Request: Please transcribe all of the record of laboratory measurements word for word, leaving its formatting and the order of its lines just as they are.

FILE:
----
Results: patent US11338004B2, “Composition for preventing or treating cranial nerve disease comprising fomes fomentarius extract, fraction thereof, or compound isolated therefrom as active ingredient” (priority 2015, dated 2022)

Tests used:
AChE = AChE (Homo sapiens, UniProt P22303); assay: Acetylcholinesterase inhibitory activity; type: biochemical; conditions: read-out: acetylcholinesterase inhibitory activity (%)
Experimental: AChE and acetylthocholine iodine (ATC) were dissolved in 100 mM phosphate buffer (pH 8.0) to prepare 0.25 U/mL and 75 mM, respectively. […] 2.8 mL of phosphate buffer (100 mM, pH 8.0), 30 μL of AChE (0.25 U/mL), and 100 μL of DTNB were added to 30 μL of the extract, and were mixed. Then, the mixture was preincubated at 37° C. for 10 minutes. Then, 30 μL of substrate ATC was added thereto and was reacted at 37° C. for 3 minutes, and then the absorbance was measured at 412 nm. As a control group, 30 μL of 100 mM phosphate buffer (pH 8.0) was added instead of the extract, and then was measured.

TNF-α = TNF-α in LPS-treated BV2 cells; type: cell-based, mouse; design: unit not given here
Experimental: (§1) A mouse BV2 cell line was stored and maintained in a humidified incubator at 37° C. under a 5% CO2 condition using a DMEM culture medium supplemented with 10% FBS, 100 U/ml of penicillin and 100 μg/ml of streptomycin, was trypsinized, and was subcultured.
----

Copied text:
Results: patent US11338004B2, “Composition for preventing or treating cranial nerve disease comprising fomes fomentarius extract, fraction thereof, or compound isolated therefrom as active ingredient” (priority 2015, dated 2022)

Tests used:
AChE = AChE (Homo sapiens, UniProt P22303); assay: Acetylcholinesterase inhibitory activity; type: biochemical; conditions: read-out: acetylcholinesterase inhibitory activity (%)
Experimental: AChE and acetylthocholine iodine (ATC) were dissolved in 100 mM phosphate buffer (pH 8.0) to prepare 0.25 U/mL and 75 mM, respectively. […] 2.8 mL of phosphate buffer (100 mM, pH 8.0), 30 μL of AChE (0.25 U/mL), and 100 μL of DTNB were added to 30 μL of the extract, and were mixed. Then, the mixture was preincubated at 37° C. for 10 minutes. Then, 30 μL of substrate ATC was added thereto and was reacted at 37° C. for 3 minutes, and then the absorbance was measured at 412 nm. As a control group, 30 μL of 100 mM phosphate buffer (pH 8.0) was added instead of the extract, and then was measured.

TNF-α = TNF-α in LPS-treated BV2 cells; type: cell-based, mouse; design: unit not given here
Experimental: (§1) A mouse BV2 cell line was stored and maintained in a humidified incubator at 37° C. under a 5% CO2 condition using a DMEM culture medium supplemented with 10% FBS, 100 U/ml of penicillin and 100 μg/ml of streptomycin, was trypsinized, and was subcultured.